It is not uncommon for characters to take on a life of their own. Is it the mysterious work of the unconscious or mechanized brain?

This feeling, the ‘illusion of independent agency’, is quite common. 

After a character is fully fleshed out, she/he may try to take on a life of their own. There may be times when this can lead to the detriment of a story that was carefully plotted.

Taking a life of their own is exactly what your characters should be doing. They should have enough of a character that a reader can ‘almost’ predict how they would act in a given situation. That’s what makes the characters come alive for the reader.

Consequently, a reader can easily spot when a character is acting ‘out of character’. And it is extremely jarring. By forcing the character to do something they never would do, discouraging the reader from continuing. Forcing what happens makes the story lack integrity.

So how do you proceed? You’ve got two choices.

  1. Scratch the scenes you’ve planned. See what the character wants to do, and where it will lead. That is called the discovery writing approach.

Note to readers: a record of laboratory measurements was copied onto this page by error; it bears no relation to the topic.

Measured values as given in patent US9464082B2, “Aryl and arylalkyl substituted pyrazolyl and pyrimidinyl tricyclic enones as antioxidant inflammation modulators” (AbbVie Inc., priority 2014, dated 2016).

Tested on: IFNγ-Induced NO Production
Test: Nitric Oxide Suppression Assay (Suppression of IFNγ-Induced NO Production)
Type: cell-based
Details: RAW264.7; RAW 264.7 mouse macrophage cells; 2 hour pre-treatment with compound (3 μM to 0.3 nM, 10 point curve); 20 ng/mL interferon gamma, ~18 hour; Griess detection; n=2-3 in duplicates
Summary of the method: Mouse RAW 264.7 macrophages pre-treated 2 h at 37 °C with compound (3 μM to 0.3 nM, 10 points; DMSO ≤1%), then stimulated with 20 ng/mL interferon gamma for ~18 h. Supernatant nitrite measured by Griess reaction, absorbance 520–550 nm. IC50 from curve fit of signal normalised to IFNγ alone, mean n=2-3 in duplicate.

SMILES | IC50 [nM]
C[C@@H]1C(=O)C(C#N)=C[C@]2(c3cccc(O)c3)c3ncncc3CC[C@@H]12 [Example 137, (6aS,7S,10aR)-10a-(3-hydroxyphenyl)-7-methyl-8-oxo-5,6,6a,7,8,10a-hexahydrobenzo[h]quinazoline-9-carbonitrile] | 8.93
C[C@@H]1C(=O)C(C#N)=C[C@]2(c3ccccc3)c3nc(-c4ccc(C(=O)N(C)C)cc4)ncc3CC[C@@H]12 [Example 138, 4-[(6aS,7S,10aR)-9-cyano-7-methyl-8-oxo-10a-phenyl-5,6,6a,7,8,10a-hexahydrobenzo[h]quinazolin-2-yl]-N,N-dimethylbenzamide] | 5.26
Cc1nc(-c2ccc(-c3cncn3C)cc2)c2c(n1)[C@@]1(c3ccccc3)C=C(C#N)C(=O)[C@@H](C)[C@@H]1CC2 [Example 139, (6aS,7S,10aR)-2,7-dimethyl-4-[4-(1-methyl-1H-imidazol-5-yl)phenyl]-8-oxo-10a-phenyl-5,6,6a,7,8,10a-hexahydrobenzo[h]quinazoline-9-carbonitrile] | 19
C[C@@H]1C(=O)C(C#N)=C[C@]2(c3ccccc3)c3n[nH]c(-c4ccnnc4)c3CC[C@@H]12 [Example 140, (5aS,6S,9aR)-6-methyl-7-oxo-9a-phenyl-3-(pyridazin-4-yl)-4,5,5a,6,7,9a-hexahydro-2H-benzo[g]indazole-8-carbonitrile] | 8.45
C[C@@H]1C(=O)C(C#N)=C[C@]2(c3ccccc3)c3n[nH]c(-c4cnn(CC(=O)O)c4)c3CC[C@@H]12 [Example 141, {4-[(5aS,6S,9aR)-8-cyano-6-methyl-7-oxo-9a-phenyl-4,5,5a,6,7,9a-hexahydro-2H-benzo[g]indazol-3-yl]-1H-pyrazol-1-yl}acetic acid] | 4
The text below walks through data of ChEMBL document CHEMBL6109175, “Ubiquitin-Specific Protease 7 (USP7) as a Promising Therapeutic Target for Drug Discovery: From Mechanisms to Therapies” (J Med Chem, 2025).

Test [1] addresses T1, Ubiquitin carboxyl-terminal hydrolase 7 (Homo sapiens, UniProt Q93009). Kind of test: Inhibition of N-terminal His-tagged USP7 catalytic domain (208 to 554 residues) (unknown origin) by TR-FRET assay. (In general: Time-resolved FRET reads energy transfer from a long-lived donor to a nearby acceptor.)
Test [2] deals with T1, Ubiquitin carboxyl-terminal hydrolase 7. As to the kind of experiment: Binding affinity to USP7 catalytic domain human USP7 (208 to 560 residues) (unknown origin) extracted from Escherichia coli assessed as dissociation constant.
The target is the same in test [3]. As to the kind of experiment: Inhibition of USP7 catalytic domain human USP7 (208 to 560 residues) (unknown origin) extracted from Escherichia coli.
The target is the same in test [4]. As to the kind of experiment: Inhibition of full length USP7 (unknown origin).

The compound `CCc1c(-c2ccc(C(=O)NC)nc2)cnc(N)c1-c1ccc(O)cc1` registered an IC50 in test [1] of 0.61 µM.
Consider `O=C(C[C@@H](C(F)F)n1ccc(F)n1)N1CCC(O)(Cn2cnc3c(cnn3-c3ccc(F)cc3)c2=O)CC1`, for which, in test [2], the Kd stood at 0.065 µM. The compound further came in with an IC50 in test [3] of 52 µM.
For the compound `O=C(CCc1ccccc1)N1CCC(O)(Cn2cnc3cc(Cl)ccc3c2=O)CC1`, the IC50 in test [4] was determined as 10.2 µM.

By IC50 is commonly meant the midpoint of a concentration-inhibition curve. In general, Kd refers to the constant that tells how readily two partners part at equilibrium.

2. If you make your character act in the way you’ve planned where will they end up in the situation. That is a planned approach.

You might end up using some mix of the two. Don’t force your character into acting out of character. Keep to the truth of who the character is. Being a writer is not just writing the words. It is also listening to your characters. You are their voice, their scribe, their portal to the world.

When characters tell you to write something different, something absolutely contrary to what you’d planned, consider what they want.

Just like all automatized things, it feels like its coming from nowhere. The characters are being thought about by the old brain, unconsciously.

The new and old brain distinction is important for understanding imagination and creativity, in order to have an idea where our creative ideas come from. The old brain is largely unconscious, so ideas that bubble up from its depths seemingly come from nowhere. Long before humans had a complex understanding of the unconscious mind, the ancient Greeks attributed these ideas, which seemingly came from nowhere, as being delivered by gods, the muses.

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“Linda has published sixteen books. She blogs about the publishing world, posts useful tips on the challenges a writer faces, including marketing and promoting your work, how to build your online platform, how to get reviews and how to self-publish. She has mentored many authors and edited their work.” 

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